By evening the situation seemed serious. Bridges and his brigadiers had only a hazy idea of the exact position of the troops inland. Counter-attacks by the enemy were obviously under way. Many men, separated from their units and unclear of the situation, began to drift back towards the beach. Under these conditions Bridges recommended evacuation. Bird wood, who had landed in the afternoon, agreed. Hamilton, offshore on the battleship Queen Elizabeth, under naval advice that an evacuation would be impossible to organise, overruled his commanders and ordered the troops to dig in

This the men were already doing. They had driven off the Turks and were holding a position from Walker's Ridge in the north starting between the first and second ridges to around Shell Green in the south. All told the first day had secured the Anzacs 2.25 square miles of Turkish territory at a cost of around 2000 killed and wounded.

The tenacity of the Anzac troops, fighting in unfamiliar and difficult country, split up into a confusion of units, subjected to counter-attack and overlooked almost every where by the enemy, was certainly worthy of praise. However, this should not disguise the fact that the whole northern plan had failed. Before an advance could be organised the Turks had arrived in force and were occupying the high ground.

Nevertheless, it may be doubted if Birdwood and Hamilton's plan ever had a chance of success. It was absurdly ambitious to expect a force of two divisions to capture a succession of difficult positions along a ridge four or five miles long, advance four miles across the peninsula, capture more difficult positions and beat off counter-attacks after this had been done. Walking over the ground after the war C. E. W. Bean found the objectives almost impossible to attain in reason able time, even with the help of a Turkish guide.

While the Anzac landing was stalled the 29th Division was faring no better at Helles. They had suffered heavy casualties on the 25th and while the Turks had proved incapable of driving them into the sea, the regulars had proved just as incapable as the Anzacs of mounting a major advance. For the moment, however, Hamilton decided to concentrate his efforts in the south. A mixed force of Australian and New Zealand troops was sent to Helles to spearhead a new attack on 8 May. The result was a fiasco. Under the incompetent control of General Hunter-Weston (GOC 29 Division) the troops were thrown in without proper orders and with little notice. Many had no idea as to where the Turkish front line was situated. After the war it became clear that the main advance did not even reach the enemy trenches but had been stopped by a line of skirmishers. The Anzac brigades suffered 1800 casualties for no result.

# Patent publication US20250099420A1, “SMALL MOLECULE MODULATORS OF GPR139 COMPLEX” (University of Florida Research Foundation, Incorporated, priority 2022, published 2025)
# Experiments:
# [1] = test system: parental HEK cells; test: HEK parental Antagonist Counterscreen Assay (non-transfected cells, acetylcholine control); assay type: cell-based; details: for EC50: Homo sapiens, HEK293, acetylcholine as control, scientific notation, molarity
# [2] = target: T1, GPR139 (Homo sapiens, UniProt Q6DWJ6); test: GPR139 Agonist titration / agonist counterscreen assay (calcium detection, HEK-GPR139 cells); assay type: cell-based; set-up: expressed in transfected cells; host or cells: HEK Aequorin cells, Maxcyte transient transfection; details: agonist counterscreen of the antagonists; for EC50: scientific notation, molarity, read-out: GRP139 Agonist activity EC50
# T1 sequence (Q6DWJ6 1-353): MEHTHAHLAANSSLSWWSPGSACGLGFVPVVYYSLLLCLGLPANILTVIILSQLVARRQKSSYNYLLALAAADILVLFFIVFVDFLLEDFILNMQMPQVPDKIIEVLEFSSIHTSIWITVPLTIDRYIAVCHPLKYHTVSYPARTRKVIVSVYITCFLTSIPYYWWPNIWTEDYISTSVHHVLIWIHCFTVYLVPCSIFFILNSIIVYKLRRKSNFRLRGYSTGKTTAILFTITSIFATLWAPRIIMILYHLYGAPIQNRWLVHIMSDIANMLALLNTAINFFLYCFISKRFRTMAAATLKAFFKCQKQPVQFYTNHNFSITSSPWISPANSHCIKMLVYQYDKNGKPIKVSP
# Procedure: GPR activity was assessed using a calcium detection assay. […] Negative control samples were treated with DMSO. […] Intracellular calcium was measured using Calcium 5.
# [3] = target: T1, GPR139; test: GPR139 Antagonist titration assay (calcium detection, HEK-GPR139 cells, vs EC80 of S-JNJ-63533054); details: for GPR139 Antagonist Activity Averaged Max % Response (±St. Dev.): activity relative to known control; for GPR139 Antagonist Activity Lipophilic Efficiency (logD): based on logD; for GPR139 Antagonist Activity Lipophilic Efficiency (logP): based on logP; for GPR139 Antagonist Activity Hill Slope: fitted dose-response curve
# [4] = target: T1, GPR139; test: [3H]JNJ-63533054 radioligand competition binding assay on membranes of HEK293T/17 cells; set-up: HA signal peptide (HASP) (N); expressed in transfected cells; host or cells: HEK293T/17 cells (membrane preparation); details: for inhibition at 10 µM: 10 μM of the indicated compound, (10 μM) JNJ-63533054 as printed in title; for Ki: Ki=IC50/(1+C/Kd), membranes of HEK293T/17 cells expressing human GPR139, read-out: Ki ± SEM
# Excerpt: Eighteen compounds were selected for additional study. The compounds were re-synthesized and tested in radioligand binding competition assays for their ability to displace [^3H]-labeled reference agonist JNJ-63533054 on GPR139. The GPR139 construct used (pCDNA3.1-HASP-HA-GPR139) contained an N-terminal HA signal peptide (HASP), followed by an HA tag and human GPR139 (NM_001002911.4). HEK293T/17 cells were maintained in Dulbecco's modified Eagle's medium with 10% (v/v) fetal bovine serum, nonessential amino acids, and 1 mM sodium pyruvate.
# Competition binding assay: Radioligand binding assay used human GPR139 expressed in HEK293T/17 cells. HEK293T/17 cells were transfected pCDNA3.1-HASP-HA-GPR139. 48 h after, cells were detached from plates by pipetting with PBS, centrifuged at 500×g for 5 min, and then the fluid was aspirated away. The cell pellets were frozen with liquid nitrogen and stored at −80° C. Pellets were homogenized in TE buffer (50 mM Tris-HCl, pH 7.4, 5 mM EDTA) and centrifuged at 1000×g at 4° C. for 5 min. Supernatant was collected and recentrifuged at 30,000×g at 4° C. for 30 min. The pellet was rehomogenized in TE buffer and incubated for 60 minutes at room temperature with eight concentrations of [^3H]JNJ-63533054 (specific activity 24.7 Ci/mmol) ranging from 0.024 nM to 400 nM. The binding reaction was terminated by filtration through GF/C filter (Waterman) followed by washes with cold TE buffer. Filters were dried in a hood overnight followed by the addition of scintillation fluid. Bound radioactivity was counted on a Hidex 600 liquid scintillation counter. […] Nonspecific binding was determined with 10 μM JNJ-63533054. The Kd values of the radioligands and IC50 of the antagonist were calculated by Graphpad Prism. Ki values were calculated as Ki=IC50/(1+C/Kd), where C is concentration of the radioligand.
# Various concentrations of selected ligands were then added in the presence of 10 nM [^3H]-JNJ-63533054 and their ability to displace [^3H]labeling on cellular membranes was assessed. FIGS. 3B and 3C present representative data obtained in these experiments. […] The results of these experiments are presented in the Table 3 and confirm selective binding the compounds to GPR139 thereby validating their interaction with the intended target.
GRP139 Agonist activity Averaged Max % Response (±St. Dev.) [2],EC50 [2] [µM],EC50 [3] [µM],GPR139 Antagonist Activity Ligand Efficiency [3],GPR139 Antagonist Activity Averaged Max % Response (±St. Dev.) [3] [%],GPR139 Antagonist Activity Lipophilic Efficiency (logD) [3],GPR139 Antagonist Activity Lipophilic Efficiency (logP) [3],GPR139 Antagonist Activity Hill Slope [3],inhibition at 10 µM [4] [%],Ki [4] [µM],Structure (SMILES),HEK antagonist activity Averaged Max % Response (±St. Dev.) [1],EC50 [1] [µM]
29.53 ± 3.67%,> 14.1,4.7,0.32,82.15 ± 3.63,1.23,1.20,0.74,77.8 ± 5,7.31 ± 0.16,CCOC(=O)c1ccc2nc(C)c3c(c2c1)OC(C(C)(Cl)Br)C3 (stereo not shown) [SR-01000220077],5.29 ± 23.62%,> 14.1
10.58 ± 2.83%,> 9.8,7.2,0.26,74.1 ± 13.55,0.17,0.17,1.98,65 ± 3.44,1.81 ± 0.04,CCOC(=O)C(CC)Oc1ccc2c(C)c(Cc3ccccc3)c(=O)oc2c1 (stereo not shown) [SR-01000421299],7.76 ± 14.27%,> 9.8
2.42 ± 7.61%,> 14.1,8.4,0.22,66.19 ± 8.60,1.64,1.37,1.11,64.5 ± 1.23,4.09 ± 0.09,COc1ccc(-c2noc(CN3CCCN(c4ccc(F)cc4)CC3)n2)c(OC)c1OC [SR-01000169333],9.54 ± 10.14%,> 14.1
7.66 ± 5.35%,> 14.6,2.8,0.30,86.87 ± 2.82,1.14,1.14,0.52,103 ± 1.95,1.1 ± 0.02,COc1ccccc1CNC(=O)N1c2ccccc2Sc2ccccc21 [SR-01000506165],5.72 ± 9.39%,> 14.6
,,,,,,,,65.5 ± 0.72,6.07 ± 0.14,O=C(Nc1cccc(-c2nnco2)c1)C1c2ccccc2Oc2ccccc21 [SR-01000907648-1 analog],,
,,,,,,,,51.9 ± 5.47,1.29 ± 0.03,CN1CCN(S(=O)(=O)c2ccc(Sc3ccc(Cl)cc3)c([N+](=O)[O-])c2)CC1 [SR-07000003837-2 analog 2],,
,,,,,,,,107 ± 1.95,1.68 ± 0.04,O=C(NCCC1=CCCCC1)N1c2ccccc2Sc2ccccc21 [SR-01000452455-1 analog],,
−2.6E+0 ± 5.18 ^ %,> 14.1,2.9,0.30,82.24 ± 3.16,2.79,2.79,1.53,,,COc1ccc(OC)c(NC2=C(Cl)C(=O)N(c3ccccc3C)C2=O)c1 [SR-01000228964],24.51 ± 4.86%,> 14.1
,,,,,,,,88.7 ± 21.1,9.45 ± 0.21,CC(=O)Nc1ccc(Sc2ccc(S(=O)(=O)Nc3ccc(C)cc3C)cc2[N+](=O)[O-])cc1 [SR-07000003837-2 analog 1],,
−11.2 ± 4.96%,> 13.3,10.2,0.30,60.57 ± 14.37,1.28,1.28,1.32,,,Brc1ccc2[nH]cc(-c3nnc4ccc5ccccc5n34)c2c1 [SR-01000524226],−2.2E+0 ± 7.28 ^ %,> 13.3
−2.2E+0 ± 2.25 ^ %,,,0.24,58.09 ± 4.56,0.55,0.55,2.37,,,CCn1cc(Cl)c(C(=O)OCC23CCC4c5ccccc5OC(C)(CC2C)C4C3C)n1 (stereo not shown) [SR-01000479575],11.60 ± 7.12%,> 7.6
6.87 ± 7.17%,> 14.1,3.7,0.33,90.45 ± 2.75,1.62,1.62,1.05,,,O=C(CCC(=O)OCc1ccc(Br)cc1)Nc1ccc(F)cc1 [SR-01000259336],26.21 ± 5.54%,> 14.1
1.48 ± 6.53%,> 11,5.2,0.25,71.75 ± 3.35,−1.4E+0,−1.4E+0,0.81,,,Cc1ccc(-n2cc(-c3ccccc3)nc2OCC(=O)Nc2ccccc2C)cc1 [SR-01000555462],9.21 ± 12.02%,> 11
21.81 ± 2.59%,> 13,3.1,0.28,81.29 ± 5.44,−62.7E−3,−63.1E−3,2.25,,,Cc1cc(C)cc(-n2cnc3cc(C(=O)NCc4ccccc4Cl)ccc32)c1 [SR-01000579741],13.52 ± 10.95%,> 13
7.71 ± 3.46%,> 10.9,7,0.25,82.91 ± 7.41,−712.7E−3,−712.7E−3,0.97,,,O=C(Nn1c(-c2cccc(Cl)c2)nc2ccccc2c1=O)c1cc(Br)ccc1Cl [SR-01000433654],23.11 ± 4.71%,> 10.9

In the days after the landing little progress was made at Anzac. Some ground was regained near 400 Plateau and in general the perimeter trenches were strengthened. There was never any chance, however, of a significant advance being made. In fact the initiative now lay with the Turks. Before they could exercise this initiative, the Anzac force suffered a considerable loss. On 15 May Bridges was wounded in the leg by a Turkish sniper. He was immediately placed on a hospital ship and evacuated to Egypt. Before the ship arrived, Bridges had died. His body was brought to Australia and buried on a hill overlooking RMC Duntroon.